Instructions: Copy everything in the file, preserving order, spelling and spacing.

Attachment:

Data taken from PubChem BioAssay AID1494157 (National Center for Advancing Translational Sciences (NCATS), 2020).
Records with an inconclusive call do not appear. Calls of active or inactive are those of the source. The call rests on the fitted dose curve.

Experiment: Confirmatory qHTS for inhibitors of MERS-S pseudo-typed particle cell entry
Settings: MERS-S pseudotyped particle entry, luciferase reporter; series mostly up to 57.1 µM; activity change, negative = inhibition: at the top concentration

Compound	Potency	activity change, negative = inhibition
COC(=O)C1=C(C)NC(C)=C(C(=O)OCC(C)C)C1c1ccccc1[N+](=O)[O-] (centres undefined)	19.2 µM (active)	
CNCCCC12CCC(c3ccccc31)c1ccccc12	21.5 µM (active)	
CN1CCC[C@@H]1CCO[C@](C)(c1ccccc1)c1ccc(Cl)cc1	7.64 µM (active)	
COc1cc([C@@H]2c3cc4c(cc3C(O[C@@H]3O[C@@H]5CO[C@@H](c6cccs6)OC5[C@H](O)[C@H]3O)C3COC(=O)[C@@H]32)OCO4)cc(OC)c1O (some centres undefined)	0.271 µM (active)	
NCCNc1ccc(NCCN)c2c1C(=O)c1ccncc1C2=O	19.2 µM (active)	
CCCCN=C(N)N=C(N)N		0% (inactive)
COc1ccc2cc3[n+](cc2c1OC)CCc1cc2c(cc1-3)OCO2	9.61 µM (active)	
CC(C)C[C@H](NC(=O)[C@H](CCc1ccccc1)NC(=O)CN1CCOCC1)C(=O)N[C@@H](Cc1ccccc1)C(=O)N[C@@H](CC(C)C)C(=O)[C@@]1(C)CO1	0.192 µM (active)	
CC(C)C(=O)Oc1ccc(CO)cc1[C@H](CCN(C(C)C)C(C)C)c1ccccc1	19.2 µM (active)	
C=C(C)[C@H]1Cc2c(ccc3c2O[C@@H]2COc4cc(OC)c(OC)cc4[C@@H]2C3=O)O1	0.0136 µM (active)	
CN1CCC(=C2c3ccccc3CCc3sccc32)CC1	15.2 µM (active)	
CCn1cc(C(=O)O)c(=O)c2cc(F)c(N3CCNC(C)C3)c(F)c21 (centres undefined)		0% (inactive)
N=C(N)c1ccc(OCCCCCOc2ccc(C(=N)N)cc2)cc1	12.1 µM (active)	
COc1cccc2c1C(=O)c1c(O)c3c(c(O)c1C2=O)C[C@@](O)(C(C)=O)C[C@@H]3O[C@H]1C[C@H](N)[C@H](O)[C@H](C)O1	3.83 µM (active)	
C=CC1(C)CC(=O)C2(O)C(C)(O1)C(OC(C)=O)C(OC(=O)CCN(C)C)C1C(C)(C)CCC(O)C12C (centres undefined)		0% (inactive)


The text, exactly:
Data taken from PubChem BioAssay AID1494157 (National Center for Advancing Translational Sciences (NCATS), 2020).
Records with an inconclusive call do not appear. Calls of active or inactive are those of the source. The call rests on the fitted dose curve.

Experiment: Confirmatory qHTS for inhibitors of MERS-S pseudo-typed particle cell entry
Settings: MERS-S pseudotyped particle entry, luciferase reporter; series mostly up to 57.1 µM; activity change, negative = inhibition: at the top concentration

Compound	Potency	activity change, negative = inhibition
COC(=O)C1=C(C)NC(C)=C(C(=O)OCC(C)C)C1c1ccccc1[N+](=O)[O-] (centres undefined)	19.2 µM (active)	
CNCCCC12CCC(c3ccccc31)c1ccccc12	21.5 µM (active)	
CN1CCC[C@@H]1CCO[C@](C)(c1ccccc1)c1ccc(Cl)cc1	7.64 µM (active)	
COc1cc([C@@H]2c3cc4c(cc3C(O[C@@H]3O[C@@H]5CO[C@@H](c6cccs6)OC5[C@H](O)[C@H]3O)C3COC(=O)[C@@H]32)OCO4)cc(OC)c1O (some centres undefined)	0.271 µM (active)	
NCCNc1ccc(NCCN)c2c1C(=O)c1ccncc1C2=O	19.2 µM (active)	
CCCCN=C(N)N=C(N)N		0% (inactive)
COc1ccc2cc3[n+](cc2c1OC)CCc1cc2c(cc1-3)OCO2	9.61 µM (active)	
CC(C)C[C@H](NC(=O)[C@H](CCc1ccccc1)NC(=O)CN1CCOCC1)C(=O)N[C@@H](Cc1ccccc1)C(=O)N[C@@H](CC(C)C)C(=O)[C@@]1(C)CO1	0.192 µM (active)	
CC(C)C(=O)Oc1ccc(CO)cc1[C@H](CCN(C(C)C)C(C)C)c1ccccc1	19.2 µM (active)	
C=C(C)[C@H]1Cc2c(ccc3c2O[C@@H]2COc4cc(OC)c(OC)cc4[C@@H]2C3=O)O1	0.0136 µM (active)	
CN1CCC(=C2c3ccccc3CCc3sccc32)CC1	15.2 µM (active)	
CCn1cc(C(=O)O)c(=O)c2cc(F)c(N3CCNC(C)C3)c(F)c21 (centres undefined)		0% (inactive)
N=C(N)c1ccc(OCCCCCOc2ccc(C(=N)N)cc2)cc1	12.1 µM (active)	
COc1cccc2c1C(=O)c1c(O)c3c(c(O)c1C2=O)C[C@@](O)(C(C)=O)C[C@@H]3O[C@H]1C[C@H](N)[C@H](O)[C@H](C)O1	3.83 µM (active)	
C=CC1(C)CC(=O)C2(O)C(C)(O1)C(OC(C)=O)C(OC(=O)CCN(C)C)C1C(C)(C)CCC(O)C12C (centres undefined)		0% (inactive)